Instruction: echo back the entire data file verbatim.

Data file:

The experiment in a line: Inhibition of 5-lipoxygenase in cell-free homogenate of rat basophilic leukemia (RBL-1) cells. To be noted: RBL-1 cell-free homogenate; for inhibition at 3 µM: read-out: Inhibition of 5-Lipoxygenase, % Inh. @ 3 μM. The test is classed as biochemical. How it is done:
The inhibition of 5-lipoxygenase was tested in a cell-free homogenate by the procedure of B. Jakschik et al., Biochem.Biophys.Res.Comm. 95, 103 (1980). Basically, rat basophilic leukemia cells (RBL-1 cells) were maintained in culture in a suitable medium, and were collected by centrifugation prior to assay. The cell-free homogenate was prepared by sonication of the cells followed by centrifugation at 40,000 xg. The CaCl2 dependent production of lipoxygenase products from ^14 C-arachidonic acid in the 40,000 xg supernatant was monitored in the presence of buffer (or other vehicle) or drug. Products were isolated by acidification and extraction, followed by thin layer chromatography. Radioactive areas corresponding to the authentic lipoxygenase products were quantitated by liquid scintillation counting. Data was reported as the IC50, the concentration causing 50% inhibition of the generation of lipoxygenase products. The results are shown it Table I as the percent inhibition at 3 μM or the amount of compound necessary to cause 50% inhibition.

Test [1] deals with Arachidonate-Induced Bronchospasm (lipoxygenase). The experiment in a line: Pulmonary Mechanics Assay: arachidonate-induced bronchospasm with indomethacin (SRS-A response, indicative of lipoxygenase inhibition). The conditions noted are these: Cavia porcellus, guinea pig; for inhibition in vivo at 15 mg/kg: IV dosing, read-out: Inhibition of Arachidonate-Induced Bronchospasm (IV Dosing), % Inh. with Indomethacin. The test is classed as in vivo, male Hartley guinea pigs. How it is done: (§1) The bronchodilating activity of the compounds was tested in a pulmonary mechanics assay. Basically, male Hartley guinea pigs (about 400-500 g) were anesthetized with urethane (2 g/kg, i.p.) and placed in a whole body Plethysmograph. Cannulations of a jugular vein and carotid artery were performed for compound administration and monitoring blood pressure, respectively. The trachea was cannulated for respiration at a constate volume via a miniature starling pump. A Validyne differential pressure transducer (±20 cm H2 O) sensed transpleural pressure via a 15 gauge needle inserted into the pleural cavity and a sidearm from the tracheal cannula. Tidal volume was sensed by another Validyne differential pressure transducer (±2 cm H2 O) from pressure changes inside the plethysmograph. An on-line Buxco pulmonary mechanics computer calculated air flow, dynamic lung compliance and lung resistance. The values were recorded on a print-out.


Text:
The experiment in a line: Inhibition of 5-lipoxygenase in cell-free homogenate of rat basophilic leukemia (RBL-1) cells. To be noted: RBL-1 cell-free homogenate; for inhibition at 3 µM: read-out: Inhibition of 5-Lipoxygenase, % Inh. @ 3 μM. The test is classed as biochemical. How it is done:
The inhibition of 5-lipoxygenase was tested in a cell-free homogenate by the procedure of B. Jakschik et al., Biochem.Biophys.Res.Comm. 95, 103 (1980). Basically, rat basophilic leukemia cells (RBL-1 cells) were maintained in culture in a suitable medium, and were collected by centrifugation prior to assay. The cell-free homogenate was prepared by sonication of the cells followed by centrifugation at 40,000 xg. The CaCl2 dependent production of lipoxygenase products from ^14 C-arachidonic acid in the 40,000 xg supernatant was monitored in the presence of buffer (or other vehicle) or drug. Products were isolated by acidification and extraction, followed by thin layer chromatography. Radioactive areas corresponding to the authentic lipoxygenase products were quantitated by liquid scintillation counting. Data was reported as the IC50, the concentration causing 50% inhibition of the generation of lipoxygenase products. The results are shown it Table I as the percent inhibition at 3 μM or the amount of compound necessary to cause 50% inhibition.

Test [1] deals with Arachidonate-Induced Bronchospasm (lipoxygenase). The experiment in a line: Pulmonary Mechanics Assay: arachidonate-induced bronchospasm with indomethacin (SRS-A response, indicative of lipoxygenase inhibition). The conditions noted are these: Cavia porcellus, guinea pig; for inhibition in vivo at 15 mg/kg: IV dosing, read-out: Inhibition of Arachidonate-Induced Bronchospasm (IV Dosing), % Inh. with Indomethacin. The test is classed as in vivo, male Hartley guinea pigs. How it is done: (§1) The bronchodilating activity of the compounds was tested in a pulmonary mechanics assay. Basically, male Hartley guinea pigs (about 400-500 g) were anesthetized with urethane (2 g/kg, i.p.) and placed in a whole body Plethysmograph. Cannulations of a jugular vein and carotid artery were performed for compound administration and monitoring blood pressure, respectively. The trachea was cannulated for respiration at a constate volume via a miniature starling pump. A Validyne differential pressure transducer (±20 cm H2 O) sensed transpleural pressure via a 15 gauge needle inserted into the pleural cavity and a sidearm from the tracheal cannula. Tidal volume was sensed by another Validyne differential pressure transducer (±2 cm H2 O) from pressure changes inside the plethysmograph. An on-line Buxco pulmonary mechanics computer calculated air flow, dynamic lung compliance and lung resistance. The values were recorded on a print-out.